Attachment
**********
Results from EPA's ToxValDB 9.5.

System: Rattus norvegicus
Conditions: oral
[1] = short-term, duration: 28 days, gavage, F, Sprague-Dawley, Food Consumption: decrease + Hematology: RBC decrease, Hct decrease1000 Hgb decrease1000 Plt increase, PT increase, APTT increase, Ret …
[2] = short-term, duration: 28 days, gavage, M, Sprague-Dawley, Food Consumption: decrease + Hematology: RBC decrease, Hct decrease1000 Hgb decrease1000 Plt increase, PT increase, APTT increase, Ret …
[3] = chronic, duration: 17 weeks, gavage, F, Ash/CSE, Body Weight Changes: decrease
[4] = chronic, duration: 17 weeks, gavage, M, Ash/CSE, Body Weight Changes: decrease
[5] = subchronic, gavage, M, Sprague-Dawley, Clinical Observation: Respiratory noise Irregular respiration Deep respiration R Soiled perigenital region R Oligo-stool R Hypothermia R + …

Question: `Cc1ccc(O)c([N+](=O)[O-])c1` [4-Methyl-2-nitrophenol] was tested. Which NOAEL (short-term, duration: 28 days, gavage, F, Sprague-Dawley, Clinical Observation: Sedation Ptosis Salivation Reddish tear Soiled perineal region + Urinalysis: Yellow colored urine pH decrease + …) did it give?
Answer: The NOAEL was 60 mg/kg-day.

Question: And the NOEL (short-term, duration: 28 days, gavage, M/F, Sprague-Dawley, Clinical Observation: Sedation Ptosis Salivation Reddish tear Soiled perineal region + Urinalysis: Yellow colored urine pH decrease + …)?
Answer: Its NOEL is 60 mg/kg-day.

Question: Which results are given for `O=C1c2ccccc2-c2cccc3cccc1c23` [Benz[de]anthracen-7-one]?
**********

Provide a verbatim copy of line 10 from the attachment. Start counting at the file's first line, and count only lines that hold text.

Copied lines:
Answer: The NOAEL was 60 mg/kg-day.